All smartphones, please!
The Long Island Rail Road is testing a system that will allow customers to pay for their rides using their mobile phones.
LIRR officials say the "near field communication" technology used in the pilot project could lay groundwork for a seamless fare system throughout the Metropolitan Transportation Authority system, and include other transit agencies as well.
"I don't think we've begun to see even the beginning of telephone technology and telecommunication technology and what it can do for us," LIRR president Helena Williams said Monday. "The goal is to make it easier for customers."
The technology, while probably years from being rolled out, will allow customers to pay fares by tapping their near field communication-equipped phone against a "touch point" -- a small disc-shaped device -- at the station where they begin their trip, and tapping it again when they arrive at their destination. A customer's account will be billed for the fare.
Transit systems in Japan and Germany already have fare systems that use near field communication -- standards based on radio-frequency electromagnetic fields that allow wireless transfers of data for identification and tracking. The technology is used in the United States by some credit card companies and retailers.
Williams said she aims for the LIRR's use of the technology to put it "at the forefront" among the nation's commuter railroads.
Twenty LIRR employees began testing the system in December, tapping in at their home stations using specially provided Nokia smartphones and tapping out at Jamaica, where a "touch point" has been installed in the lobby of the LIRR's corporate offices. When the phones are within 1.6 inches of the device, they vibrate and a confirmation message appears on the phone screen. None of the touch points in place are easily accessible to regular customers.
About 100 LIRR riders along the Port Washington line will have the opportunity to take part in the pilot program in June. The customers, who will be recruited by a marketing company, will tap in at their home stations equipped with touch points, and tap out at Penn Station, where 15 of the touch points will be installed. On board a train, a conductor will touch his phone against a customer's to check that it was properly used.
In the test phase, customers will not actually pay fares through their phones. The LIRR plans to compensate participants with a free monthly ticket for future use and by letting them keep the Nokia phone. Nokia is covering most of the costs of the pilot program.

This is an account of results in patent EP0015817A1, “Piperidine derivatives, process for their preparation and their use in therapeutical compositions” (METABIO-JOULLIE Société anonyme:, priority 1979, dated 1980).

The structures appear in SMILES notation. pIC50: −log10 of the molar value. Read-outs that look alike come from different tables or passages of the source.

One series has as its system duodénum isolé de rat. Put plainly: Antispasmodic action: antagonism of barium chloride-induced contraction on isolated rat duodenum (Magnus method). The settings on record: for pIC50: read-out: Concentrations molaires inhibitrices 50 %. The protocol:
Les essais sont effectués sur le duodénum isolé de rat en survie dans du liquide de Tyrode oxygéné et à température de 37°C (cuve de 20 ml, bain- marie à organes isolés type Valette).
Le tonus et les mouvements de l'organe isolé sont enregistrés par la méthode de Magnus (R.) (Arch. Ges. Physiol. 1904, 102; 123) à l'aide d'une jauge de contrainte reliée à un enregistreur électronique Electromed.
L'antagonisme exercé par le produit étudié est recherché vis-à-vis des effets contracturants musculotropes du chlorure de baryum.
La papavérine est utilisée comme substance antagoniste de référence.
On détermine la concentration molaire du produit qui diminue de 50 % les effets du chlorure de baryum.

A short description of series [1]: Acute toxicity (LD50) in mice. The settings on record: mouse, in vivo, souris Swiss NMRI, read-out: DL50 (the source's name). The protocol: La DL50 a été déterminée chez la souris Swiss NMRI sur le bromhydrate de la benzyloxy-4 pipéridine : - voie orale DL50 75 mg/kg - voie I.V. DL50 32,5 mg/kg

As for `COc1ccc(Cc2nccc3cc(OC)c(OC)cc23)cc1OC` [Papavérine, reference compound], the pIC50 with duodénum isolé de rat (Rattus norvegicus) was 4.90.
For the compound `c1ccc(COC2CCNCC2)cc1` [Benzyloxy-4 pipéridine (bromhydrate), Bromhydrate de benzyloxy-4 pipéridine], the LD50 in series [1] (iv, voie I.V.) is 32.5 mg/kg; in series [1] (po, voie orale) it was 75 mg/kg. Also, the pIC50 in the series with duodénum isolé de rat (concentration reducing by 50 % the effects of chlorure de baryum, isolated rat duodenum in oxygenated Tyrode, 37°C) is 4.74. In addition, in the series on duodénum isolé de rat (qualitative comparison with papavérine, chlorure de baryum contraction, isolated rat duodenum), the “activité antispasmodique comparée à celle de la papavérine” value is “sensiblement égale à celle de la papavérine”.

A future phase of testing may include actual fare transactions, LIRR officials said.
Metro-North Railroad, the LIRR's sister railroad in the MTA system, is testing a different technology, using bar codes and scanners.
LIRR officials said they have plenty of issues to figure out before rolling out the system, including whether monthly ticketholders would have to tap in each day they commute and whether someone traveling with a group would have to tap in once or for each person in his or her party.
One thing the LIRR says it is not worried about is lines of customers waiting to tap in at stations. If and when the system is rolled out, all stations will several touch points, officials said.
Williams noted that such a system, once in place, would not replace paper tickets immediately, but would be an option for those who have the technology.
The LIRR is moving ahead with other innovations in ticketing, Williams said. In May, the railroad will expand a pilot program to allow customers to pay onboard trains with credit cards.
The unions representing LIRR conductors, ticket clerks and agents are not enthusiastic about the fare-payment evolution.
Anthony Simon, general chairman of the United Transportation Union, which represents conductors, said his group recognizes technology's advantages, but cautioned that riders' security must not be sacrificed.
"The customer service, security and safety element that train crews provide while they secure and validate fares is essential to a safe MTA operation," he said.
Arthur Maratea, general chairman of the Transportation Communications Union, said he hopes his members are involved in any innovations. Ticket clerks and agents now perform maintenance and repairs on ticket vending machines, he pointed out.
"We know we can't stop technology," Maratea said. "We just want to be a part of it."
Williams said LIRR employees don't have "any reason to be concerned" about an effect on jobs.
"They've always been great about adapting to technology," she said.